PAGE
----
CKD and hypertension during long-term follow-up in children and adolescents previously treated with extracorporeal membrane oxygenation
Background and objectives Many children receiving extracorporeal membrane oxygenation develop AKI. If AKI leads to permanent nephron loss, it may increase the risk of developing CKD. The prevalence of CKD and hypertension and its predictive factors during long-term follow-up of children and adolescents previously treated with neonatal extracorporeal membrane oxygenation were determined. Design, setting, participants, & measurements Between November of 2010 and February of 2014, neonatal survivors of extracorporeal membrane oxygenation who visited the prospective follow-up program at 1, 2, 5, 8, 12, and 18 years of age were screened for CKD and hypertension (BP³95th percentile of reference values). CKD was suspected in children with either an eGFR<90 ml/min per 1.73 m2 or proteinuria (urinary protein-tocreatinine ratio >0.50 for children ages £24 months and >0.20 at >24 months). The RIFLE classification (risk, injury, or failure as 150%, 200%, or 300% of serum creatinine reference values) was used to define AKI during extracorporeal membrane oxygenation without preemptive hemofiltration. Results Median follow-up of 169 screened participants was 8.2 years (interquartile range=5.2–12.1 years). Nine children had a lower eGFR, but all rates were >60 ml/min per 1.73 m2. Proteinuria was observed in 20 children (median=0.26 mg protein/mg creatinine; interquartile range=0.23–0.32 mg protein/mg creatinine), and 32 children had hypertension. Only history of AKI was associated with CKD (P=0.004). Children with RIFLE scores injury and failure had 4.3 times higher odds of CKD signs or hypertension than those without AKI (95% confidence interval, 1.6 to 12.1; P=0.004). Conclusions Altogether, 54 participants (32%) had at least one sign of CKD and/or hypertension. However, most values were marginally abnormal, with no immediate consequences for clinical care. Nevertheless, a prevalence of 32% clearly indicates that survivors of neonatal extracorporeal membrane oxygenation, especially those with AKI, are at risk of a more rapid decline of kidney function with increasing age. Therefore, screening for CKD development in adulthood is recommended.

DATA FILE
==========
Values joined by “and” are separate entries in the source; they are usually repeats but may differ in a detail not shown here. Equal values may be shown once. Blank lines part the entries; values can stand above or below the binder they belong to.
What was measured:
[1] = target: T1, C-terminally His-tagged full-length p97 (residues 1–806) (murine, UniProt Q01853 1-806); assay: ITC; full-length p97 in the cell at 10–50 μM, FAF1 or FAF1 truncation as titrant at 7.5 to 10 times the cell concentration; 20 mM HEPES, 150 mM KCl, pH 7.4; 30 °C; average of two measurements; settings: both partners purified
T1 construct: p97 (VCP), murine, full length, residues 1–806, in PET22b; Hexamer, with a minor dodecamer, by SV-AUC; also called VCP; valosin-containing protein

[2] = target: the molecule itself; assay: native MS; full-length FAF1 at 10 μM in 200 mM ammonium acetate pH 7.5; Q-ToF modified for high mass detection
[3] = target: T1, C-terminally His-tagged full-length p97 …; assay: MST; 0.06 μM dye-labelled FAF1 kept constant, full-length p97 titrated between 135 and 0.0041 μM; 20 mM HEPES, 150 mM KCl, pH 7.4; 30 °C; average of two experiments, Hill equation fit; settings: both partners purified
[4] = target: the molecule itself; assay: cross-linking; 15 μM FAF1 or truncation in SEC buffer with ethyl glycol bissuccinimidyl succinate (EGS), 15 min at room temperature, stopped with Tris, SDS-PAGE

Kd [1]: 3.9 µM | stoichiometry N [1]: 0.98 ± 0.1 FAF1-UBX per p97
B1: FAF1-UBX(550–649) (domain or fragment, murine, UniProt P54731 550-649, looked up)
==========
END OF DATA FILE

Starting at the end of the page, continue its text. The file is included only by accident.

|Keywords||CKD, acute renal, children, clinical nephrology, epidemiology and outcomes, failure|
|Persistent URL||dx.doi.org/10.2215/CJN.02890314, hdl.handle.net/1765/78060|
|Journal||Clinical Journal of the American Society of Nephrology|
Zwiers, A.J.M, IJsselstijn, H, van Rosmalen, J.M, Gischler, S.J, de Wildt, S.N, Tibboel, D, & Cransberg, K. (2014). CKD and hypertension during long-term follow-up in children and adolescents previously treated with extracorporeal membrane oxygenation. Clinical Journal of the American Society of Nephrology, 9(12), 2070–2078. doi:10.2215/CJN.02890314